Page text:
More Moon and Venus

StarDate: December 27, 2011

You are missing some Flash content that should appear here! Perhaps your browser cannot display it, or maybe it did not initialize correctly.

You are missing some Flash content that should appear here! Perhaps your browser cannot display it, or maybe it did not initialize correctly.



There’s a thin crescent Moon in the western sky this evening. It stands a little above Venus, the radiant “evening star.” Sunlight illuminates only about a tenth of the lunar hemisphere that faces our way — a bare sliver against the fading color of twilight.

As the nights pass by, though, that sliver will grow larger as the Sun casts its light on an increasing fraction of that hemisphere of the Moon. It’ll light up exactly half of the Moon just about the time the clock strikes midnight on New Year’s Eve — a point in the Moon’s cycle known as first quarter.

The Moon will continue to grow fatter over the following week, as it passes through its “gibbous” phase — when the Sun illuminates more than half of the visible lunar surface, but not quite all. That phase ends when the Moon is “full” on the night of January 8th. After that, the phases run in reverse, with darkness engulfing a larger slice of the lunar disk until the Moon is “new” on the night of the 22nd.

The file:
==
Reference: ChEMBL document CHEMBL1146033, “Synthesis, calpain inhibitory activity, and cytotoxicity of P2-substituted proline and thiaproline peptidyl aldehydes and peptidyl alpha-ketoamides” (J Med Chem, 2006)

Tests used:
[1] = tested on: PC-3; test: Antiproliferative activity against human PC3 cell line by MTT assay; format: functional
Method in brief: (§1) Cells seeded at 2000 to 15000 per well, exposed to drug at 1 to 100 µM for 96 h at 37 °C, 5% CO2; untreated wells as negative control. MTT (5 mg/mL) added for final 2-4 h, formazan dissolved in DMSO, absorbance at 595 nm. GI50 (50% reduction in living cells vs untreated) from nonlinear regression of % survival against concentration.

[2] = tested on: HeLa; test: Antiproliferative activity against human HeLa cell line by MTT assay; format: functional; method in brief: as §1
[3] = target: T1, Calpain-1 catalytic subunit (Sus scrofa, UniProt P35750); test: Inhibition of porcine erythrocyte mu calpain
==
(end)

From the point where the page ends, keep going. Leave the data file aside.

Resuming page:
That whole cycle is the result of the Moon’s orbit around Earth. As it circles our planet, the viewing angle between Earth, Sun, and Moon is constantly changing. At full Moon, the Moon lines up opposite the Sun in our sky. And at new Moon, it lines up between Earth and the Sun. And when the Moon is an evening crescent, it’s just starting to pull away from the Sun.

So over the next few nights, watch the Moon as it gets fatter and sets later — a beautiful process that repeats month after month.

 

Script by Damond Benningfield, Copyright 2011

 

For more skywatching tips, astronomy news, and much more, read StarDate magazine.

The one constant in the Universe: StarDate magazine

FacebookTwitterYouTube

©2014 The University of Texas McDonald Observatory